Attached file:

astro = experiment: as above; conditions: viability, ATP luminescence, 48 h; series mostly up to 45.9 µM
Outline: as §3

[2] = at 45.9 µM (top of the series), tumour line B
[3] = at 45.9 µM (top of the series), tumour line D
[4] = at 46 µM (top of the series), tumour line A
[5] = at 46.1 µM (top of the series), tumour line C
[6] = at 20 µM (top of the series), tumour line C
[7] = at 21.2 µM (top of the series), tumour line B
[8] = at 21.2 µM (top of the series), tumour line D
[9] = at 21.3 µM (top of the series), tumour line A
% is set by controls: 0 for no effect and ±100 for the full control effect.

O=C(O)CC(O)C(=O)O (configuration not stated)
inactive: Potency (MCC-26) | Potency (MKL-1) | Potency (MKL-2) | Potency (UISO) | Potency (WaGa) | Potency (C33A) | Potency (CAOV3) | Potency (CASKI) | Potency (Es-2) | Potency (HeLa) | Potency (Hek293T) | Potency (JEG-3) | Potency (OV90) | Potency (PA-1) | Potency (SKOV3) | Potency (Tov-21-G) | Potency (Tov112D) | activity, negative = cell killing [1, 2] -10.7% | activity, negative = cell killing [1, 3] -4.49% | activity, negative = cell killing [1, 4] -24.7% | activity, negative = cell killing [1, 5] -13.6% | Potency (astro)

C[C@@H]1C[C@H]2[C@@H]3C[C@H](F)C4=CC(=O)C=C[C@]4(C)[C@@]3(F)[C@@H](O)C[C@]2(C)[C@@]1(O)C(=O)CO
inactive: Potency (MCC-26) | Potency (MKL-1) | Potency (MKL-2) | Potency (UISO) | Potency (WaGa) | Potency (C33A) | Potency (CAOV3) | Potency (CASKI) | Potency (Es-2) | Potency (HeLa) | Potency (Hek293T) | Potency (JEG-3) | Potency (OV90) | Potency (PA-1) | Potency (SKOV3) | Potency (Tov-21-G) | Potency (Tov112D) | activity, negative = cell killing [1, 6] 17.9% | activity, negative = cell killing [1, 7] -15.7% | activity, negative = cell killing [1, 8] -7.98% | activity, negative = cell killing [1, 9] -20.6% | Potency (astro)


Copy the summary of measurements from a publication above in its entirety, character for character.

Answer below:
astro = experiment: as above; conditions: viability, ATP luminescence, 48 h; series mostly up to 45.9 µM
Outline: as §3

[2] = at 45.9 µM (top of the series), tumour line B
[3] = at 45.9 µM (top of the series), tumour line D
[4] = at 46 µM (top of the series), tumour line A
[5] = at 46.1 µM (top of the series), tumour line C
[6] = at 20 µM (top of the series), tumour line C
[7] = at 21.2 µM (top of the series), tumour line B
[8] = at 21.2 µM (top of the series), tumour line D
[9] = at 21.3 µM (top of the series), tumour line A
% is set by controls: 0 for no effect and ±100 for the full control effect.

O=C(O)CC(O)C(=O)O (configuration not stated)
inactive: Potency (MCC-26) | Potency (MKL-1) | Potency (MKL-2) | Potency (UISO) | Potency (WaGa) | Potency (C33A) | Potency (CAOV3) | Potency (CASKI) | Potency (Es-2) | Potency (HeLa) | Potency (Hek293T) | Potency (JEG-3) | Potency (OV90) | Potency (PA-1) | Potency (SKOV3) | Potency (Tov-21-G) | Potency (Tov112D) | activity, negative = cell killing [1, 2] -10.7% | activity, negative = cell killing [1, 3] -4.49% | activity, negative = cell killing [1, 4] -24.7% | activity, negative = cell killing [1, 5] -13.6% | Potency (astro)

C[C@@H]1C[C@H]2[C@@H]3C[C@H](F)C4=CC(=O)C=C[C@]4(C)[C@@]3(F)[C@@H](O)C[C@]2(C)[C@@]1(O)C(=O)CO
inactive: Potency (MCC-26) | Potency (MKL-1) | Potency (MKL-2) | Potency (UISO) | Potency (WaGa) | Potency (C33A) | Potency (CAOV3) | Potency (CASKI) | Potency (Es-2) | Potency (HeLa) | Potency (Hek293T) | Potency (JEG-3) | Potency (OV90) | Potency (PA-1) | Potency (SKOV3) | Potency (Tov-21-G) | Potency (Tov112D) | activity, negative = cell killing [1, 6] 17.9% | activity, negative = cell killing [1, 7] -15.7% | activity, negative = cell killing [1, 8] -7.98% | activity, negative = cell killing [1, 9] -20.6% | Potency (astro)